Our biodiversity work focuses on the links between biodiversity, conservation and local people's livelihoods. At SRADHA we understand that biodiversity is the occurrence of different types of ecosystems, different species of organisms with the whole range of their variants and genes adapted to different climates, environments along with their interactions and processes. We understand that the biodiversity has the following importance: Productive values, Consumptive value, Social value, Aesthetic value, Legal values, Ethical value, Ecological value, Economic value. The different factors responsible for causing threat to biodiversity are as follows: Habitat destruction:, Habitat fragmentation, Pollution:, Over exploitation, Introduction of exotic species:, Diseases, Shifting or Jhum cultivation, Poaching of wild life. In this background SRADHA has been working for conservation of biodiversity.

Conservation of Biodiversity: 

At SRADHA we are sensitizing people to take proper care for the preservation of biodiversity in all its form and good health for the future generation. We train youths and indigenous communities on conservation of biodiversity: its protection, upliftment and scientific management of biodiversity so as to maintain it at its threshold level and derive sustainable benefits for the present and future generation.
In biodiversity conservation and management programme SRADHA has three basic objectives:
(a) To maintain essential ecological processes and life supporting systems.
(b) To preserve the diversity of species.
(c) To make sustainable utilisation of species and ecosystems.

Strategies for Conservation of Biodiversity:

The following strategies are undertaken in order to con­serve biodiversity:

  • All the possible varieties (old or new) of food, forage and timber plants, live stock, agriculture animals and microbes to be conserved.
  • All the economically important organisms in protected areas to be identified and conserved.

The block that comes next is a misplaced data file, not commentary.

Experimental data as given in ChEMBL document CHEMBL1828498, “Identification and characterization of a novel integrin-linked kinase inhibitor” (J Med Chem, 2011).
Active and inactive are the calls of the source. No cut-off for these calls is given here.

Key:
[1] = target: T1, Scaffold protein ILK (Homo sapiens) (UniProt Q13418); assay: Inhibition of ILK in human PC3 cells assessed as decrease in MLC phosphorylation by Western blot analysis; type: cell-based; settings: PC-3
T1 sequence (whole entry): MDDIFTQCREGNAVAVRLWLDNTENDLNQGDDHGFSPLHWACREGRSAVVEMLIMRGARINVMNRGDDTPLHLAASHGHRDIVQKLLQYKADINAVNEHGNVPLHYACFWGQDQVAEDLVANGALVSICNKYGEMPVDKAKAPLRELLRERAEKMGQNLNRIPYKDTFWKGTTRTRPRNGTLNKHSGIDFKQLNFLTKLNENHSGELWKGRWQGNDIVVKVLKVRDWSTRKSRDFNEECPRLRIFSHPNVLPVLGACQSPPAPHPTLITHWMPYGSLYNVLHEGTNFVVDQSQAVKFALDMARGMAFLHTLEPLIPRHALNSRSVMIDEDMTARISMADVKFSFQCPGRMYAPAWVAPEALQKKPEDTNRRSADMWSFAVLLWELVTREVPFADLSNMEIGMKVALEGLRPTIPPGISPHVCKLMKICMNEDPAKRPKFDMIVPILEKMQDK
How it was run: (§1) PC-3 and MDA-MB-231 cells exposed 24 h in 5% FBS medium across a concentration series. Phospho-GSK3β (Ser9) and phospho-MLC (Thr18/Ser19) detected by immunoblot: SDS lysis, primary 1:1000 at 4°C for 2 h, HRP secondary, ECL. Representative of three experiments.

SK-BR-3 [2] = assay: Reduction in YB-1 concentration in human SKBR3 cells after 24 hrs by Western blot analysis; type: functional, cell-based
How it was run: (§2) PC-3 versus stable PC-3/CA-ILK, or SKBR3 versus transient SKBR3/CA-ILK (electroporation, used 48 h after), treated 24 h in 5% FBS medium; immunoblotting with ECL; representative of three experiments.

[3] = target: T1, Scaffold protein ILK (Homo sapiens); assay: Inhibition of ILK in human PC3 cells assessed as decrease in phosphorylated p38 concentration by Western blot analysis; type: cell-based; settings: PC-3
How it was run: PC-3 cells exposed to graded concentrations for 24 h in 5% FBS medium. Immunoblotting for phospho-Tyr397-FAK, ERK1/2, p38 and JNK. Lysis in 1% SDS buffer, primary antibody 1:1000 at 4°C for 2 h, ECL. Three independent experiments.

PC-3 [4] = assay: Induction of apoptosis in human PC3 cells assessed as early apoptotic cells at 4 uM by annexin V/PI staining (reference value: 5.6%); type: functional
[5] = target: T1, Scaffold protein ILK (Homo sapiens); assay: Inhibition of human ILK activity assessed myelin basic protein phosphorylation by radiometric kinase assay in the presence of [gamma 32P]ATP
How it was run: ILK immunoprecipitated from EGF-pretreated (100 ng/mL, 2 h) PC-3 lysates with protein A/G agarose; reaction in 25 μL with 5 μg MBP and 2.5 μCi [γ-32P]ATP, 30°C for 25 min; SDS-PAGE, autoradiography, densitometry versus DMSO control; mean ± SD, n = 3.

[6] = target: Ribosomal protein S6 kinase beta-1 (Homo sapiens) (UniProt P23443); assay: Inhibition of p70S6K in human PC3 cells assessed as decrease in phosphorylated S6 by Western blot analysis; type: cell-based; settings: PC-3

• Critical habitats for each species to be identified and safeguarded.
  • Priority to be given to preserve unique ecosystems.
  • There should be sustainable utilisation of resources.
  • International trade in wild life to be highly regulated.
  • The poaching and hunting of wildlife to be prevented as far as practicable.
  • Care to be taken for the development of reserves and protected areas.
  • Efforts to be made to reduce the level of pollutants in the environment.
  • Public awareness to be created regarding biodiversity and its importance for the living organisms.
  • Priority to be given in wildlife conservation programme to endangered species over vulnerable species and to vulnerable species over rare species.
  • The habitats of migratory birds to be protected by bilateral and multilateral agreement.
  • The over exploitation of useful products of wild life to be prevented.
  • The useful animals, plants and their wild relatives to be protected both in their natural habitat (in-situ) and in zoological botanical gardens (ex-situ)
  • Efforts to be made for setting up of National parks and wild life sanctuaries to safeguard the genetic diversity and their continuing evolution.
  • Environmental laws to be strictly followed.

Wetland Development
SRADHA is engaged in promoting

  • The conservation of wetlands  and enhancing the quality of wetland ecosystems in Fresh water Lakes;
  • The conservation of biodiversity, and the wise use of wetland ecosystems and
  • The integration of socio-economic development of  local communities with nature conservation;
SRADHA has supported 1500 families from 15 local communities belonging to marginalized communities who are integrated with the programme to conserve its bio-diversity. These stakeholders are groups involved in livelihood activities like fisheries, agriculture, animal husbandry, wildlife cropping, tourism, etc. and groups that value, and benefit from maintenance of biological diversity, groundwater recharge, water treatment, storage of floodwaters, etc.

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